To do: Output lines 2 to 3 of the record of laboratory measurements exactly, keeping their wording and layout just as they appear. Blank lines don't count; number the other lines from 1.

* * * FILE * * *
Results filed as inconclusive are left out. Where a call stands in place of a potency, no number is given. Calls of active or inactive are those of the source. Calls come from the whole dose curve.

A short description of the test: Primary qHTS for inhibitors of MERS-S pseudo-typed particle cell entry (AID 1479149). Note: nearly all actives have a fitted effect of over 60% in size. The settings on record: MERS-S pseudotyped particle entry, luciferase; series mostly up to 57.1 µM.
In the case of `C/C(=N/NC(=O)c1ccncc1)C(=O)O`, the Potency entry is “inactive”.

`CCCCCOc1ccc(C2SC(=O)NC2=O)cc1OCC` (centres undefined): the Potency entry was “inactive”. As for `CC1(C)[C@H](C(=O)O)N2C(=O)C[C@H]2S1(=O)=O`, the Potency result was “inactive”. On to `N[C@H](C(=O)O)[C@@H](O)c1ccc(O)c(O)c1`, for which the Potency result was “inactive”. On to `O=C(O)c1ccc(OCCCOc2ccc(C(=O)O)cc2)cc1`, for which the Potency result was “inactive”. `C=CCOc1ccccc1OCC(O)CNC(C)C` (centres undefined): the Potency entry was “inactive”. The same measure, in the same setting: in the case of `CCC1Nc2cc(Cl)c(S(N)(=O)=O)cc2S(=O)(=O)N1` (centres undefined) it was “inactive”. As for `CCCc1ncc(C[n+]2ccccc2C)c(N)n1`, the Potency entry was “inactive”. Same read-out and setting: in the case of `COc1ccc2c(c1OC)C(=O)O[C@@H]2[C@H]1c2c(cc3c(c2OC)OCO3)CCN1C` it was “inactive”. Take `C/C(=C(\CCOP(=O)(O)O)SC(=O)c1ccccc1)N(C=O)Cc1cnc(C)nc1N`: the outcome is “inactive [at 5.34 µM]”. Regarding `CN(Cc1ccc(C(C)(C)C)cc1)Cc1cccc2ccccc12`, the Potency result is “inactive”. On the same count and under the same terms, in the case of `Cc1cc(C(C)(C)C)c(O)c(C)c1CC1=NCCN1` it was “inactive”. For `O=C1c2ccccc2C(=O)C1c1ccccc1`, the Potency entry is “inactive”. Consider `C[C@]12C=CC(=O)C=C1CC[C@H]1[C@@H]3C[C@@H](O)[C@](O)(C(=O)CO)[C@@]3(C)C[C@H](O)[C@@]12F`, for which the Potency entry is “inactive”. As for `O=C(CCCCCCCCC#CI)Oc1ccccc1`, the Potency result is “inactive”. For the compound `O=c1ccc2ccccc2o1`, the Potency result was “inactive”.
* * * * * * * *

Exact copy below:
A short description of the test: Primary qHTS for inhibitors of MERS-S pseudo-typed particle cell entry (AID 1479149). Note: nearly all actives have a fitted effect of over 60% in size. The settings on record: MERS-S pseudotyped particle entry, luciferase; series mostly up to 57.1 µM.
In the case of `C/C(=N/NC(=O)c1ccncc1)C(=O)O`, the Potency entry is “inactive”.